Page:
Compatibility

When Sierra comes out, it’ll be available on Macs up to 7 years old. In particular, it will run on MacBooks and iMacs from as far back as late 2009. If it’s any other kind of Mac — an Air, Pro, mini or Pro desktop — your machine needs to be from 2010 or later. Obviously too (I think this goes without saying?) to make the most out of the OS you’ll also need an iDevice. Think: an Apple Pay device for Apple Pay, a Touch ID-enabled device for auto-unlock, and an iOS 10 device to use Universal Clipboard, Memories or the new Messages on the go.

Come to think of it, to really evaluate Sierra, we’ll also need to take a look at iOS 10. Not coincidentally, both launch around the same time. Expect to hear a lot more from us then on all things Apple software.

Engadget RSS Feed

BBM Video for Android and iPhone is now out in Asia-Pacific

Most BBM users finally have access to the app’s video calling capability. BlackBerry has released the feature for Android and iOS in Asia-Pacific, which is apparently home to its biggest userbase. The company said it made cross-platform video calls available in the US and Canada first, because it wanted to be able to fix bugs before it reaches more people. Since video calling is now stable, the phonemaker can roll it out to the rest of world.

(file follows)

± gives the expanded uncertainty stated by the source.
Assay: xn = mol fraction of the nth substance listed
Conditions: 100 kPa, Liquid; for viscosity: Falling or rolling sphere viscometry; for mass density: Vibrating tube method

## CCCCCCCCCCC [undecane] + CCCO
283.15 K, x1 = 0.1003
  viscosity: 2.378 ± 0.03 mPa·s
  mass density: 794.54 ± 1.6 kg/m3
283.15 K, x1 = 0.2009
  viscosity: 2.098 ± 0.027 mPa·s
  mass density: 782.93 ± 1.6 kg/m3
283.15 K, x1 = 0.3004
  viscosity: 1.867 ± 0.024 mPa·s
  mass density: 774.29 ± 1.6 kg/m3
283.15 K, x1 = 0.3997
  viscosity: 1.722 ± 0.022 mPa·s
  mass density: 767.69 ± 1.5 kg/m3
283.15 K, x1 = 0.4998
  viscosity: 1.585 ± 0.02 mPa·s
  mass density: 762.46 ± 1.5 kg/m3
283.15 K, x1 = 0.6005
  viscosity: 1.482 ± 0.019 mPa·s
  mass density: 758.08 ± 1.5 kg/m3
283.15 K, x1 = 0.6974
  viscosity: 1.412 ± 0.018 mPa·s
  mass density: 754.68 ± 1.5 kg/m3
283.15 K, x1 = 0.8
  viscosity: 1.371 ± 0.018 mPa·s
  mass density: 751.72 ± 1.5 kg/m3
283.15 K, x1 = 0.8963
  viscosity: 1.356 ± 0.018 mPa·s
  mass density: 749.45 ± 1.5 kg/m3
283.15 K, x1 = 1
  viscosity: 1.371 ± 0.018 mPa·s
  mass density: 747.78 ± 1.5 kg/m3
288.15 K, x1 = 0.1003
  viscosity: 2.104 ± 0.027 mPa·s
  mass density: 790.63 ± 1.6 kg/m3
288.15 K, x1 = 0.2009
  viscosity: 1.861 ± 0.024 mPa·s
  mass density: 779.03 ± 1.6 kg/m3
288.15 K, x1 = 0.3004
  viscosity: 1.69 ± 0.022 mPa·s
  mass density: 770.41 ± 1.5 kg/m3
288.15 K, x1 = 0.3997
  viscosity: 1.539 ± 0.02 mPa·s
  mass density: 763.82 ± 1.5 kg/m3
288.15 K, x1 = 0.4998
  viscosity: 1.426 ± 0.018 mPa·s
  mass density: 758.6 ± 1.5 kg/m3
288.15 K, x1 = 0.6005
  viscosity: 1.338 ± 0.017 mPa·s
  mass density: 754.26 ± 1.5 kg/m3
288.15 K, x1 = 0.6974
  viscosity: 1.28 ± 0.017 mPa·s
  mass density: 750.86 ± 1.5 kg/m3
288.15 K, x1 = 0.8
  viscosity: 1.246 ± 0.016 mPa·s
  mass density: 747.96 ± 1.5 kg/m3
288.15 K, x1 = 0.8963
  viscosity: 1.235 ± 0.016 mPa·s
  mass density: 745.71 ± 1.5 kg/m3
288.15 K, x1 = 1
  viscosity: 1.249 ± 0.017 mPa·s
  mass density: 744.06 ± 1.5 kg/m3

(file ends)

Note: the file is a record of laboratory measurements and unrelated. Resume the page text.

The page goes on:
While BBM isn’t as popular as its newer, shinier rivals like Messenger or WhatsApp anymore, BlackBerry is still developing new features for it. In fact, this release is but a small part of a bigger rollout. Later this summer, the company will launch the capability to register for an account using a phone number, among other things. Android users will be able to share larger videos, as well, while those on iOS will be able to mute group notifications.